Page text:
Offensive plays are really quite complex, and can be downright intimidating to someone who hasn't played another flavor of Madden in the past. Many formations offer as many as six receivers. Sprinting RBIs in front of your blockers to beat the defense to the corner is not always the best idea. Even the way the QB throws a pass is up to the gamer; a swift tap on a button or key for a pass lofts the ball high in the air and a longer hold bullets it in there. The height of the ball and the height of the defender are also taken into account. A lofted ball might make it over the 6'5" lineman only to be easily picked off by the opposing cornerback but the 6'5" lineman might have the passing lane for a low bullet cut off. Gamers must be more than proficient with their gamepads; they must play smart.
Each team also has a customized playbook with formations and plays to match each team's style. Miami has more variations on the shotgun than Washington, for example. You are able to choose a different playbook or customize yours with plays you've created, but the team-specific playbooks, at the very least, help the computer opponents play in the style you'd expect from each team. Familiarity with the playbook is also paramount to a player's success. Not only must you beat the play clock, but Madden's AI remembers your favorite plays and starts calling defenses in certain situations to stop them. To move the ball, each drive needs to mix many plays from a number of formations.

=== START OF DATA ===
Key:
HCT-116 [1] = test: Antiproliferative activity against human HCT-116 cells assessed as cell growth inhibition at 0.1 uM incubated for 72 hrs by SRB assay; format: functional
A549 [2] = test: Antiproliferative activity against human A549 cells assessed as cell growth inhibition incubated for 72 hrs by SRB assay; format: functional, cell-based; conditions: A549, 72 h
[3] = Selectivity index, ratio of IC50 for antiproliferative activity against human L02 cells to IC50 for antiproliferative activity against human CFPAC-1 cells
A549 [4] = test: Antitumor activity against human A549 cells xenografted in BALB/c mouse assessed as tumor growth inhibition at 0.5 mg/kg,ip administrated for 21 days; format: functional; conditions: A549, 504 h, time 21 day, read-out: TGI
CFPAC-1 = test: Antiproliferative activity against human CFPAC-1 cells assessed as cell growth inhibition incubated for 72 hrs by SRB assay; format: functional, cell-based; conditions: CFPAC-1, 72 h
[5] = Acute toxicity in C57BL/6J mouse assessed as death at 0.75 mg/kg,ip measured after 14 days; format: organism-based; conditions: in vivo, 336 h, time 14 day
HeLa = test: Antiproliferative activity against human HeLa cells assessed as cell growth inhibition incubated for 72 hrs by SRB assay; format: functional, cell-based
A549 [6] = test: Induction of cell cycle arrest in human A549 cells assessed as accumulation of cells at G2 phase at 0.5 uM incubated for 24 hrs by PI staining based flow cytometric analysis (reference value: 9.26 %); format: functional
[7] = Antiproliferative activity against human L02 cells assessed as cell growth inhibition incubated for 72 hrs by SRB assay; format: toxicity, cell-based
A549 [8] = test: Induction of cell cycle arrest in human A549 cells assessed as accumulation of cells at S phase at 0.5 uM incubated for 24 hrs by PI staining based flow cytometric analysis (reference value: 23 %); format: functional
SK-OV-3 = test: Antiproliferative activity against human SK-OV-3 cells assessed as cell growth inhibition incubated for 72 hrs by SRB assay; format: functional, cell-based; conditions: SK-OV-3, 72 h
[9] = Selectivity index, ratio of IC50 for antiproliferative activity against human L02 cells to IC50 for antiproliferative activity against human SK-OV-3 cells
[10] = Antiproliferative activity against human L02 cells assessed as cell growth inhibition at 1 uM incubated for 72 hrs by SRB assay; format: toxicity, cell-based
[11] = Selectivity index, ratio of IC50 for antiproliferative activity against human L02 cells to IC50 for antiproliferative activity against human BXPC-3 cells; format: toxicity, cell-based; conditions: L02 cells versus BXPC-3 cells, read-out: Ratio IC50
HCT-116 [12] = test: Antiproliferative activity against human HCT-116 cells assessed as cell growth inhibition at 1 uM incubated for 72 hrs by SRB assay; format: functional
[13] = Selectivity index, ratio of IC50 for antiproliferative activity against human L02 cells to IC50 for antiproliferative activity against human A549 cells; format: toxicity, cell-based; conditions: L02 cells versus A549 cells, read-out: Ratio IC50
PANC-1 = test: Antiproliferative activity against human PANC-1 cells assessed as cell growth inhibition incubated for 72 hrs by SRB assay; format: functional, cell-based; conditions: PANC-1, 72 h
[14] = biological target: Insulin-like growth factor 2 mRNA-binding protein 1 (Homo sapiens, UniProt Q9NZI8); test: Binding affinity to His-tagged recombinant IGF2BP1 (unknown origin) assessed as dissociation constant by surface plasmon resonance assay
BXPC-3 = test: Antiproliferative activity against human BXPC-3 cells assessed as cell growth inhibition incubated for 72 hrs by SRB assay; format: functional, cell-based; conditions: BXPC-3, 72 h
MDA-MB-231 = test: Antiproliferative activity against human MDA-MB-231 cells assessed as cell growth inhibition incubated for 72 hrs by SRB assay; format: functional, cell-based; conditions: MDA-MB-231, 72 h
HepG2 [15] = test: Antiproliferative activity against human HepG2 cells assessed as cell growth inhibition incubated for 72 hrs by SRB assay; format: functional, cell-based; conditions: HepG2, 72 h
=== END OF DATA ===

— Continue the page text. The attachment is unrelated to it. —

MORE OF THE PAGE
The complexity doesn't end at the impressive play selection; player control is also elaborate. In past versions of Madden, offensive players could do two things once they had the ball: dive for extra yardage or spin to try and break a tackle. In Madden 2000, the man with the ball has no fewer than seven special moves: jukes left and right, bursts of speed, a jump to hurdle fallen defenders, dives, stiff-arms, and spins. Though the Rookie or Pro levels can be played successfully without mastery of these moves; each move is essential to reach the All-Madden level of play.



Pages:123